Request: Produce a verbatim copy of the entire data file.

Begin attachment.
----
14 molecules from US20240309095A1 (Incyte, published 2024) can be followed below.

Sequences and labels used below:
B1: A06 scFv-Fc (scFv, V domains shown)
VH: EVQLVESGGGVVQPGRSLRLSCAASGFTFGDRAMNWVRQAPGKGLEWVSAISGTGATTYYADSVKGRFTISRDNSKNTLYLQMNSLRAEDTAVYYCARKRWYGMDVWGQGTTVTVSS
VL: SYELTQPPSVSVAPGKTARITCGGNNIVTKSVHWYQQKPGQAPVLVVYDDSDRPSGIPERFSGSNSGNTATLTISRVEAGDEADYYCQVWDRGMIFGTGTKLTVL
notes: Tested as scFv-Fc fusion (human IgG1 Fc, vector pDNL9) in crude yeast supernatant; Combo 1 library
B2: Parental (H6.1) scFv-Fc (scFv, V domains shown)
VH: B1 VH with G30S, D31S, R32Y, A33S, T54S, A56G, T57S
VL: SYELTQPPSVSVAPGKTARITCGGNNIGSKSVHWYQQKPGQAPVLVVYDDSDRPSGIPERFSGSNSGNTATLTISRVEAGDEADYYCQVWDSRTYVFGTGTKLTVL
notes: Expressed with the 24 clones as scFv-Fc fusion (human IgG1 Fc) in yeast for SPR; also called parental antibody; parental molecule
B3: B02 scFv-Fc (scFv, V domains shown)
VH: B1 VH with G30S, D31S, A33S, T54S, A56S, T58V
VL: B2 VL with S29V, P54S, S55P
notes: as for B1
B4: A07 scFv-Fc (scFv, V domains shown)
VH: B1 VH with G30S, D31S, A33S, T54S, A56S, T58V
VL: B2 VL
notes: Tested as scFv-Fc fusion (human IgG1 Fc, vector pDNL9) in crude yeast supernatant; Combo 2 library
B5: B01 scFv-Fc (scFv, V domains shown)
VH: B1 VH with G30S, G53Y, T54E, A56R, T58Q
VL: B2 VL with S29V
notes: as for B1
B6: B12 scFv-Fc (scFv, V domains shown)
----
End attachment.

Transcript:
14 molecules from US20240309095A1 (Incyte, published 2024) can be followed below.

Sequences and labels used below:
B1: A06 scFv-Fc (scFv, V domains shown)
VH: EVQLVESGGGVVQPGRSLRLSCAASGFTFGDRAMNWVRQAPGKGLEWVSAISGTGATTYYADSVKGRFTISRDNSKNTLYLQMNSLRAEDTAVYYCARKRWYGMDVWGQGTTVTVSS
VL: SYELTQPPSVSVAPGKTARITCGGNNIVTKSVHWYQQKPGQAPVLVVYDDSDRPSGIPERFSGSNSGNTATLTISRVEAGDEADYYCQVWDRGMIFGTGTKLTVL
notes: Tested as scFv-Fc fusion (human IgG1 Fc, vector pDNL9) in crude yeast supernatant; Combo 1 library
B2: Parental (H6.1) scFv-Fc (scFv, V domains shown)
VH: B1 VH with G30S, D31S, R32Y, A33S, T54S, A56G, T57S
VL: SYELTQPPSVSVAPGKTARITCGGNNIGSKSVHWYQQKPGQAPVLVVYDDSDRPSGIPERFSGSNSGNTATLTISRVEAGDEADYYCQVWDSRTYVFGTGTKLTVL
notes: Expressed with the 24 clones as scFv-Fc fusion (human IgG1 Fc) in yeast for SPR; also called parental antibody; parental molecule
B3: B02 scFv-Fc (scFv, V domains shown)
VH: B1 VH with G30S, D31S, A33S, T54S, A56S, T58V
VL: B2 VL with S29V, P54S, S55P
notes: as for B1
B4: A07 scFv-Fc (scFv, V domains shown)
VH: B1 VH with G30S, D31S, A33S, T54S, A56S, T58V
VL: B2 VL
notes: Tested as scFv-Fc fusion (human IgG1 Fc, vector pDNL9) in crude yeast supernatant; Combo 2 library
B5: B01 scFv-Fc (scFv, V domains shown)
VH: B1 VH with G30S, G53Y, T54E, A56R, T58Q
VL: B2 VL with S29V
notes: as for B1
B6: B12 scFv-Fc (scFv, V domains shown)